The weekly newspaper The Oasis, of the Oasis Publishing Company, launched on May 11, 1893 by founder and Editor Allen T. Bird, who began the periodical in Arizola, Arizona. The paper was dedicated to Southern Arizona and its surroundings and was considered highly knowledgeable on the subject of mining.
The Oasis continued in Arizola until May 10, 1894 and then moved to Benson beginning May 17, 1894 through November 22, 1894. Finally, the newspaper relocated to Nogales December 6, 1894, according to Estelle Lutrell's Newspapers and Periodicals of Arizona 1859-1911.
Like many early papers, partisanship had its effect on the Oasis, which originally began as a Republican newspaper, but would later change to a Democratic one around 1914. Contentions among editors were commonplace for the times; and while in Nogales, Bird would find himself involved in such disagreements. On one occasion, a scuffle arose between Bird and Hamilton R. Sisk. William H. Lyon maintains in Those Old Yellow Dog Days: Frontier Journalism in Arizona: 1859-1912 that later, "Bird apologized after being condemned at a mass meeting."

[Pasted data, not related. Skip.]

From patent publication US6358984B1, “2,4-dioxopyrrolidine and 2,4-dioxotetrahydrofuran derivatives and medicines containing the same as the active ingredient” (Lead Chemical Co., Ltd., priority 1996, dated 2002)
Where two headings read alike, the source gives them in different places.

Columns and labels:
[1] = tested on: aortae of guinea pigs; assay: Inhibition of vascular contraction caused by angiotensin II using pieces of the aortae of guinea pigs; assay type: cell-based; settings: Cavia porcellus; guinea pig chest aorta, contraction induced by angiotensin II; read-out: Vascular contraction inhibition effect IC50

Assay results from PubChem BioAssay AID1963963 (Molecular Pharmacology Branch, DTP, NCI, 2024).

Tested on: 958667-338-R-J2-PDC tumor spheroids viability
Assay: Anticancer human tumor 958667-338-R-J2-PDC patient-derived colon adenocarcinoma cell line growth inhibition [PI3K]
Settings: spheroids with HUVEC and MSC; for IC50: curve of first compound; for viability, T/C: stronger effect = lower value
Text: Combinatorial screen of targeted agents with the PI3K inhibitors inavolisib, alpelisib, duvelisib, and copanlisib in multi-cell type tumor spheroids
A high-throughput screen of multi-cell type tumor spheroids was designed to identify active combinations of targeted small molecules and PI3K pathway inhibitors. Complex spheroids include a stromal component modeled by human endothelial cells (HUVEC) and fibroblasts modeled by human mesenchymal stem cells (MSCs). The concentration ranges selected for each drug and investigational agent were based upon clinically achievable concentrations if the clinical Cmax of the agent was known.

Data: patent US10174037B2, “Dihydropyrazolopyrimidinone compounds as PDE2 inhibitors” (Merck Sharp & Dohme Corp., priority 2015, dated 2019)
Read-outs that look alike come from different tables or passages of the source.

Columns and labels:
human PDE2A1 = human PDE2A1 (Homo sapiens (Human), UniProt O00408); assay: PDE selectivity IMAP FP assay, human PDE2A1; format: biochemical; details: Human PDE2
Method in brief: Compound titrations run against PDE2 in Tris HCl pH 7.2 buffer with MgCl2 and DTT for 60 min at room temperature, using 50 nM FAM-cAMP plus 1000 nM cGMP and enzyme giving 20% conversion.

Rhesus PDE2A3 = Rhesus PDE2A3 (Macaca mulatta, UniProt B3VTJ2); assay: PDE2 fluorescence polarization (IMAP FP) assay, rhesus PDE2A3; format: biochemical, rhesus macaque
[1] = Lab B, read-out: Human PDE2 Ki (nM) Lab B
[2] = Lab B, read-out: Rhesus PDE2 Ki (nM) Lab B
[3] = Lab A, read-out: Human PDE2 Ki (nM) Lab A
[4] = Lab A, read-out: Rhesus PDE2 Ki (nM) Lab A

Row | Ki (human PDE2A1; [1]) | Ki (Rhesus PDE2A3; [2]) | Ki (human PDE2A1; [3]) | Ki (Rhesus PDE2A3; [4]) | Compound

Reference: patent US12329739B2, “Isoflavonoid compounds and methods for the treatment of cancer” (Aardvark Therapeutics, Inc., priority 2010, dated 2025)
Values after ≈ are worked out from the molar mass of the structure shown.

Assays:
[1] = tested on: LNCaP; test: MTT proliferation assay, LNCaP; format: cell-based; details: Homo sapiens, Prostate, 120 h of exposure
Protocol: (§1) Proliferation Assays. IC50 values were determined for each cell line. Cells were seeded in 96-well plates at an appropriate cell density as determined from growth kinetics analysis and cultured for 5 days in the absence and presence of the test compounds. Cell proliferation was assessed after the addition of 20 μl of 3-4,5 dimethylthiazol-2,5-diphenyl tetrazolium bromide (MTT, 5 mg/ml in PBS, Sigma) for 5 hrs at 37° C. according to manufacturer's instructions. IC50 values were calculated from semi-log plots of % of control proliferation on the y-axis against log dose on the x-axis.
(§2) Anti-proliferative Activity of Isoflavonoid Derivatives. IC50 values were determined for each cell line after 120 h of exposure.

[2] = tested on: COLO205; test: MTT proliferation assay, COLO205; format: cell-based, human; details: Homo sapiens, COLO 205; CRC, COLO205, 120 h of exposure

Working in the newspaper business left much to be wanted. The profession was known to be of little personal benefit, with its long hours and minimal pay. In Those Old Yellow Dog Days: Frontier Journalism in Arizona: 1859-1912, Lyon references the Oasis from 1899 which describes newspapermen as being "'rank suckers'", poor businessmen "who let sentiment interfere with profits, ran notices and advertisements at a fraction of their proper cost, and bent to the whims of scheming politicians." Cases of libel were also commonplace in the newspaper field. In 1895 Bird was charged with slander by the Nogales board of supervisors and again two years later by a customs collector of the name Sam Webb, whose job Bird coveted. Webb would be fired from his post later the same year. On October 9, 1920, The Oasis was sold to a larger association, which ceased its publication.Dates of Publication1893-1920Frequency of PublicationWeeklyPlace of PublicationArizola, ArizonaLanguageEnglishPermissions and ReuseThe contents of the Arizona Digital Newspaper Program (ADNP) are available to the public by our partners for using in research, teaching, and private study. Please note that U.S. Copyright and intellectual property laws apply to the digital resources made available through this site.